This week on Facing the Future, we looked at congressional dysfunction; whether it has grown in recent years and why it matters. Our guests were former Congressman Paul Hodes, Democrat of New Hampshire, and political analyst Matt Robison, who served as Hodes’ congressional chief of staff. Concord Coalition Policy Director Tori Gorman, also a Capitol Hill veteran, joined the conversation.
Later in the show, Concord’s Chief Economist Steve Robsinson joined Tori and me for a roundup of recent developments in Washington regarding the Build Back Better Act, the debt limit, and inflation.
In our opening segment this week, we considered whether Congress has become dysfunctional. There seems to be evidence on both sides. Every year we’re threatened with a government shutdown before the annual appropriation bills are passed; we have repeated threats of default over the debt limit, and it seems impossible to reach consensus on a range of issues. On the other hand, Congress did move swiftly and aggressively last year on COVID relief, and earlier this year it passed a major infrastructure bill with bipartisan support.
We asked Hodes and Robison if the apparent congressional dysfunction is just a matter of the usual ugly sausage-making, or whether there are deeper forces at work.
“Yes and no,” said Hodes. “It’s certainly uglier than it was when I served in Congress” (2007-2011). He noted that some things have gotten done, but noted that on a recent visit to Washington he encountered “doom, gloom and despair on the Democratic side of the aisle about the way it feels; about their ability to communicate with the other party on anything. And looking forward, there is not a lot of sunny optimism.”
The effect of social media over the past decade has been “insidious,” Hodes said. “While it has democratized the debate, it has amplified extreme voices in our political system that otherwise never had the means to be out there in the public square. That has led folks in both parties to cater to the extremes of their constituencies and I don’t think it has helped our political system.
Robison agreed that there has been a change. With partisan divisions so deep, he suggested that the best way to get something done at the staff level is “don’t get noticed because as soon as you’re on the partisan warfare radar you’re sunk.”
Gorman added that the most surprising change for her is the extent to which bipartisanship has been punished. Bipartisan bills used to be thought of as exemplary, (“quick, quick, let’s go to the floor!”). “But now,” Gorman said, “just look at what happened with the bipartisan infrastructure bill. Several Republicans voted for that piece of legislation and now there are members of the House who are saying that those who did so should be penalized. That has been shocking to me.”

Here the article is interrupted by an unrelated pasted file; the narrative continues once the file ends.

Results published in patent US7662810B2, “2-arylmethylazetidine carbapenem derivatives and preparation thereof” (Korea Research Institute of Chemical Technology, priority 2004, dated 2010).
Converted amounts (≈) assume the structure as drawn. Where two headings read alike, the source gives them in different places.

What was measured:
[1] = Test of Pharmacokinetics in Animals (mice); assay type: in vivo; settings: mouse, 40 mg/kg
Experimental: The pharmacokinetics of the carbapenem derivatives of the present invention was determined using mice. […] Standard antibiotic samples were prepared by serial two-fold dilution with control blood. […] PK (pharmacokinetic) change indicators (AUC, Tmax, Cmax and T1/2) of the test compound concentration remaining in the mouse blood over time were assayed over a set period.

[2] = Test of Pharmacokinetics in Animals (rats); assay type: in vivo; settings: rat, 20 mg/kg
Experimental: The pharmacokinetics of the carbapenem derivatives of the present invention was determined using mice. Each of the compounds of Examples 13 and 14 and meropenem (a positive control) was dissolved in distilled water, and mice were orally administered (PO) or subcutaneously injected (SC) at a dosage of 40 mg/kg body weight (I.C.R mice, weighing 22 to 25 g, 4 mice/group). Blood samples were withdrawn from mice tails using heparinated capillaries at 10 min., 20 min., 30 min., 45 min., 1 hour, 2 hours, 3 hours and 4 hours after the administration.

In our Washington update segment, Steve Robinson took note of the fact that the Federal Reserve Board has stopped using “transitory” to describe higher inflation. “It appears to be somewhat baked in the cake,” he said. “How big the cake becomes and how many layers it has remains to be seen.”
Robinson downplayed the possible impact of the Build Back Better Act on inflation. “In the grand scheme of this, Build Back Better is not really big enough to stoke inflation or cure inflation. There are numerous provisions that cut both ways. Some of them make the problem worse, some of them make the problem better. What the net effect is going to be is too early to tell, but I think it’s unlikely the effect will be very large,” he said.
Gorman then explained how “good policy and good politics” came together to pass a $2.5 trillion increase in the statutory debt limit – to about $31 trillion – that is expected to give the federal government enough borrowing authority to last beyond the 2022 elections. The key was a one-time exemption from the Senate filibuster that allowed the debt limit increase to pass with no Republican votes. The good policy was that a potentially devastating default was avoided and the increase was enough that Congress won’t have to deal with the issue again until after the next election (hopefully). The good politics were that Republicans didn’t have to lend their votes to the increase and Democrats didn’t have to enact large spending cuts in exchange for Republican votes.
Gorman and I also discussed the ramifications of a new CBO report showing that the cost of extending several provisions of the House-passed Build Back Better Act beyond their scheduled expiration dates, assuming no additional offsets, would increase deficits to a total of $3 trillion over 10 years. You can read The Concord Coalition’s statement on that CBO report here.
Hear more on Facing the Future. I host the program each week on WKXL, NHTalkRadio.com (N.H.), and it is also available via podcast. Join me and my guests as we discuss issues relating to national fiscal policy with budget experts, industry leaders, and elected officials. Past broadcasts are available here. You can subscribe to the podcast on Spotify, Pandora, iTunes, Google Podcasts, Stitcher or with an RSS feed. Follow Facing the Future on Facebook, and watch videos from past episodes on The Concord Coalition YouTube channel.